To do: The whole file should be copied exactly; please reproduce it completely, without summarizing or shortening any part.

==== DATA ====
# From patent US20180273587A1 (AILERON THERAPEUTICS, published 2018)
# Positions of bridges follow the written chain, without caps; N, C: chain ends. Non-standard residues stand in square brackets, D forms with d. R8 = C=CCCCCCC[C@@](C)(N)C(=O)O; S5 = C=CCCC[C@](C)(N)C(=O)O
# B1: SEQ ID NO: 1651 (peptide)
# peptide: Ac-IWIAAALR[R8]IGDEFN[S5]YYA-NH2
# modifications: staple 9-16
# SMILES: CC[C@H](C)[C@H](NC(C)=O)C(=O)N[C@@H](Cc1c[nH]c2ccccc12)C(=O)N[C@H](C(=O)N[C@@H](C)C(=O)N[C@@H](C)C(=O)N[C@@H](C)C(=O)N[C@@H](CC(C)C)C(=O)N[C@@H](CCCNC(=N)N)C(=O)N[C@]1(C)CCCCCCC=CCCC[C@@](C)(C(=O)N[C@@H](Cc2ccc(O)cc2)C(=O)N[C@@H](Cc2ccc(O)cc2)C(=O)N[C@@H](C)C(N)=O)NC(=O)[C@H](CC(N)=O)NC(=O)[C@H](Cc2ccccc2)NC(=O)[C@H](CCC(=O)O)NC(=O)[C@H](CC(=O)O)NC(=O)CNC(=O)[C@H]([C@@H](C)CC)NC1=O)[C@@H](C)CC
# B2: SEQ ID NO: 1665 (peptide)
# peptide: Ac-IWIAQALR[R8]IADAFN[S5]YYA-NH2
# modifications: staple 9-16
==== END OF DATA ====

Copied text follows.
# From patent US20180273587A1 (AILERON THERAPEUTICS, published 2018)
# Positions of bridges follow the written chain, without caps; N, C: chain ends. Non-standard residues stand in square brackets, D forms with d. R8 = C=CCCCCCC[C@@](C)(N)C(=O)O; S5 = C=CCCC[C@](C)(N)C(=O)O
# B1: SEQ ID NO: 1651 (peptide)
# peptide: Ac-IWIAAALR[R8]IGDEFN[S5]YYA-NH2
# modifications: staple 9-16
# SMILES: CC[C@H](C)[C@H](NC(C)=O)C(=O)N[C@@H](Cc1c[nH]c2ccccc12)C(=O)N[C@H](C(=O)N[C@@H](C)C(=O)N[C@@H](C)C(=O)N[C@@H](C)C(=O)N[C@@H](CC(C)C)C(=O)N[C@@H](CCCNC(=N)N)C(=O)N[C@]1(C)CCCCCCC=CCCC[C@@](C)(C(=O)N[C@@H](Cc2ccc(O)cc2)C(=O)N[C@@H](Cc2ccc(O)cc2)C(=O)N[C@@H](C)C(N)=O)NC(=O)[C@H](CC(N)=O)NC(=O)[C@H](Cc2ccccc2)NC(=O)[C@H](CCC(=O)O)NC(=O)[C@H](CC(=O)O)NC(=O)CNC(=O)[C@H]([C@@H](C)CC)NC1=O)[C@@H](C)CC
# B2: SEQ ID NO: 1665 (peptide)
# peptide: Ac-IWIAQALR[R8]IADAFN[S5]YYA-NH2
# modifications: staple 9-16